The concept we’re immediately introduced to in “Rickshank” has Rick trapped inside something called a Brainalyzer. So he has to sift through his own memories with a Gromflomite named Cornvelious Daniel (Nathan Fillion) along for the ride. It looks and feels like a dream world, and it’s where the Galactic Federation hopes to find hopes to find the secret to interdimensional travel.

If that sounds familiar, it’s because the setup is identical to “M. Night Shaym-Aliens!” from Season 1 when the Zigerions placed Rick and Jerry inside several layers of simulations to acquire the recipe for Dark Matter. An alien race attempts to trick Rick into revealing some secret science he has exclusive access to, and he instead turns it against them.

We were never really learned what Dark Matter even does in Season 1, so that story felt a bit pointless. But almost 20 episodes, we’re all very familiar with the value of interdimensional travel, so “The Rickshank Rickdemption” recycles the same concept and does it so much better.

Still, the recycling would feel really derivative and self-referential were it not for enhancements like the excellent dialogue between Rick and Cornvelious Daniel, like when Rick belligerently refuses to cooperate by saying “Tough titties!” The alien responds by reminding Rick that the Brainalyzer will melt his mind.

“There’s no tougher titty than a psychotic break, Rick.”

“Well, that depends on who breaks first — me … or the titty.”

There is, however, yet another piece of recycling that’s hard to ignore.

Remember the end of “Look Who’s Purging Now”? When the primitive society of cat people that Purge once a year break down into violence after establishing peace?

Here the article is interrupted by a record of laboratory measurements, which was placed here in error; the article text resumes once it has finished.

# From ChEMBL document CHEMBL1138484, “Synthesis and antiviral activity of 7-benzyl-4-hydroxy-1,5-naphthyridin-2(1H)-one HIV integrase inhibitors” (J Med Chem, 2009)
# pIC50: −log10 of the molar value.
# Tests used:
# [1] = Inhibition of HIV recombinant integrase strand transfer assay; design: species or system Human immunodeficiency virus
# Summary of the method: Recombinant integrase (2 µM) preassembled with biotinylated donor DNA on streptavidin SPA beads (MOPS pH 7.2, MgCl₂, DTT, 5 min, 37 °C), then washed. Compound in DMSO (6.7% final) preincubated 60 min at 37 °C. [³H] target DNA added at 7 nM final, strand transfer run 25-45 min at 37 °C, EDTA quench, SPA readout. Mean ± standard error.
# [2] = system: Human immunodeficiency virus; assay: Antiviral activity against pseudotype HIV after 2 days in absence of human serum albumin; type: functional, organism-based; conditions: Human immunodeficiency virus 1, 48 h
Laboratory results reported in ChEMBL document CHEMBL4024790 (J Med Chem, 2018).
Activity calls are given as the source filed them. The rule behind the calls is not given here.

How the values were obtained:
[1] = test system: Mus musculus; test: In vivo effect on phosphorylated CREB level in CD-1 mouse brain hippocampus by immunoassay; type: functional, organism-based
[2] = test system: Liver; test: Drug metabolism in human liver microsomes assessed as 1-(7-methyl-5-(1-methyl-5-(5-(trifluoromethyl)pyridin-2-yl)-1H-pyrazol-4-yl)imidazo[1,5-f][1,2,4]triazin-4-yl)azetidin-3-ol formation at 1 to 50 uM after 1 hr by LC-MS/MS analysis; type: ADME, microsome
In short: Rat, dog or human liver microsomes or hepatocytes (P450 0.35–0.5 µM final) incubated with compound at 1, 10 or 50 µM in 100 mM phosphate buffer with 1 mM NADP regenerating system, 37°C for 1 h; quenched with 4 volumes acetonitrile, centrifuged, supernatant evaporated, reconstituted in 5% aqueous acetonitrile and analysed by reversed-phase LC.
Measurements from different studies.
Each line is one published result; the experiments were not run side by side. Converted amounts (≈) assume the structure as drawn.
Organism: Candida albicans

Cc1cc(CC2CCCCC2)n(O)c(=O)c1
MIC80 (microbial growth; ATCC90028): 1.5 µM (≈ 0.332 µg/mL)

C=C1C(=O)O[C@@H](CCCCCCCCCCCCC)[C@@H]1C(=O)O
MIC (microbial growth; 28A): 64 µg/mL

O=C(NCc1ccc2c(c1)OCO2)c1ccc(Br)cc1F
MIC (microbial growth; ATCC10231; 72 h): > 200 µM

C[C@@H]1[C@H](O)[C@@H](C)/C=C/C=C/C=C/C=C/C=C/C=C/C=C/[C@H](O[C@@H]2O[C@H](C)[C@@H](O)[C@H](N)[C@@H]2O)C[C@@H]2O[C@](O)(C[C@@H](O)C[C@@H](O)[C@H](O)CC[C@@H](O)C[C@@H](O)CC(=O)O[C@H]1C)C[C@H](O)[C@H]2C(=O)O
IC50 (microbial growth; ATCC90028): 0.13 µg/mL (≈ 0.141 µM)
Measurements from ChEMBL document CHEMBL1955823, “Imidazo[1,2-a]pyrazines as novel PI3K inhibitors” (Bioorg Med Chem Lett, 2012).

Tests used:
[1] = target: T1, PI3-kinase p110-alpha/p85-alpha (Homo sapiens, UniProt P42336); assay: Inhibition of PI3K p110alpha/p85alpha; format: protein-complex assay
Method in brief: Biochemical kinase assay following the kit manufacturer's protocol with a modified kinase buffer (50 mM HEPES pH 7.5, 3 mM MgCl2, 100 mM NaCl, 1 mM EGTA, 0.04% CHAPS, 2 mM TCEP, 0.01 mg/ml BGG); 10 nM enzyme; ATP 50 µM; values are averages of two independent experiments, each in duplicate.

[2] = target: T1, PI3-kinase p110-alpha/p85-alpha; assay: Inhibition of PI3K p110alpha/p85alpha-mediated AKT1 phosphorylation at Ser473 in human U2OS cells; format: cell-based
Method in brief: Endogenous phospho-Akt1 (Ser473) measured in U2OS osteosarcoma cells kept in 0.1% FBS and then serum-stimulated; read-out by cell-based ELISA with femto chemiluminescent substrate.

“The Rickshank Rickdemption” recycles the same joke when Rick changes the Galactic Federation’s currency from 1 to 0 and we see their government erupt into violence from the top down. The context of these scenes is totally different, but the joke feels exactly the same.

In this sense, Rick and Morty isn’t immune to a common problem in many science fiction television programs. They constantly rehash old concepts, characters, villains, or even jokes, retelling the same stories until they eventually tell them better.

At least “The Rickshank Rickdemption” is capable of that, improving upon Rick and Morty’s past, achieving greater heights than “Look Who’s Purging Now” and “M. Night Shaym-Aliens!”

For these reasons and others, “The Rickshank Rickdemption” almost feels like some kind of greatest hits tour for Rick and Morty, like a show trying much harder because it’s some monumental anniversary or even the 100th episode — a whirlwind tour of memories that panders to the audience.

That grand tour continues when we go back to Cronenberg World with Morty and Summer in their b-plot, revisiting Dimension C-137 from the start of the show, as if we need a reminder of what happened way back in Season 1 in “Rick Potion #9”.

Return to Cronenberg World

Adult Swim

Morty brings Summer there after they exhume a Rick’s corpse to claim his portal gun. This comes off as a great point of growth for young Morty, firmly establishing a more mature perspective and character arc for him Season 3. Morty’s able to vocalize and contextualize all the issues he has with his grandfather.

“These are the parts of Rick’s adventures you don’t get to see,” he explains to Summer as they experience the apocalyptic world that Rick ruined.

All of this only speaks to the brilliance of Rick and Morty at its absolute best, even when it’s redoing some of its old jokes.

“The Rickshank Rickdemption” mobilized the show’s fandom enough to get Szechuan Sauce resurrected, and even though sauce drama ensued, the saga speaks to the power Rick Sanchez has over the multiverse.

Inverse’s “Rick and Morty Ricktrospective” series takes a critical look at every episode of Rick and Morty ever working backward from the worst to the best. Join us as we search for finite meaning in an inherently meaningless infinite universe.

Want to email the author and talk about this episode and more? corey@inverse.com.